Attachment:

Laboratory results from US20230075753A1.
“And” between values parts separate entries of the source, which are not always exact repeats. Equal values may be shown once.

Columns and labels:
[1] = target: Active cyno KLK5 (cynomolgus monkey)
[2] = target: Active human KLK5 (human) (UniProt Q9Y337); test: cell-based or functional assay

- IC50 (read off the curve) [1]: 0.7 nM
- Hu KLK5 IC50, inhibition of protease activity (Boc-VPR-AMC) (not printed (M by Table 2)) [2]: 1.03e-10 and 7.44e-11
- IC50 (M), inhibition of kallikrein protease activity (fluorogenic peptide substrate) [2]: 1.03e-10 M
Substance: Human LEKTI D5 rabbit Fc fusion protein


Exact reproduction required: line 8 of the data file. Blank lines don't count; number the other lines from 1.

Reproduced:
- IC50 (M), inhibition of kallikrein protease activity (fluorogenic peptide substrate) [2]: 1.03e-10 M